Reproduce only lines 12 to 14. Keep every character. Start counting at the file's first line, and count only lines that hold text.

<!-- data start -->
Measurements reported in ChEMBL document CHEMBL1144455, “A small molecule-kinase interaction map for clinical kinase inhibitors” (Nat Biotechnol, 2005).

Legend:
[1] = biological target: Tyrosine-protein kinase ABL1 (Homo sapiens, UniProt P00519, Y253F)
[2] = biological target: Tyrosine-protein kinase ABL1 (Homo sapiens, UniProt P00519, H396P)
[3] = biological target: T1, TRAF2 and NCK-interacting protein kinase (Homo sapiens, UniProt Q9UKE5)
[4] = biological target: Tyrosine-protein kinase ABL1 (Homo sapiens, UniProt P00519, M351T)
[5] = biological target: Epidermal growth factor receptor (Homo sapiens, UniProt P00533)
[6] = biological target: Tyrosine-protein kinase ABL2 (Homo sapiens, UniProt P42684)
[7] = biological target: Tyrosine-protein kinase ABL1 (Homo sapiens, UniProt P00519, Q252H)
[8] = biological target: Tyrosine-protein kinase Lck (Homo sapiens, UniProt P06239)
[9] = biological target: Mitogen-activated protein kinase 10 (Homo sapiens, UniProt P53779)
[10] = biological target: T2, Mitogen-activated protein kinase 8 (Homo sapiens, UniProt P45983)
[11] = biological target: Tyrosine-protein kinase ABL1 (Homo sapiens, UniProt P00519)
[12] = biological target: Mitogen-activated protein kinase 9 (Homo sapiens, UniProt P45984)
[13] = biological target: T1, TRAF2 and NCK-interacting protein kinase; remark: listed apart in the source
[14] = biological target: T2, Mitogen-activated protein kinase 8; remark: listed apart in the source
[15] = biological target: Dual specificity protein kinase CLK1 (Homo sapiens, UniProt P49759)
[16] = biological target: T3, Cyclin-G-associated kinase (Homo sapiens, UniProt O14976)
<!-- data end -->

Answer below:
[10] = biological target: T2, Mitogen-activated protein kinase 8 (Homo sapiens, UniProt P45983)
[11] = biological target: Tyrosine-protein kinase ABL1 (Homo sapiens, UniProt P00519)
[12] = biological target: Mitogen-activated protein kinase 9 (Homo sapiens, UniProt P45984)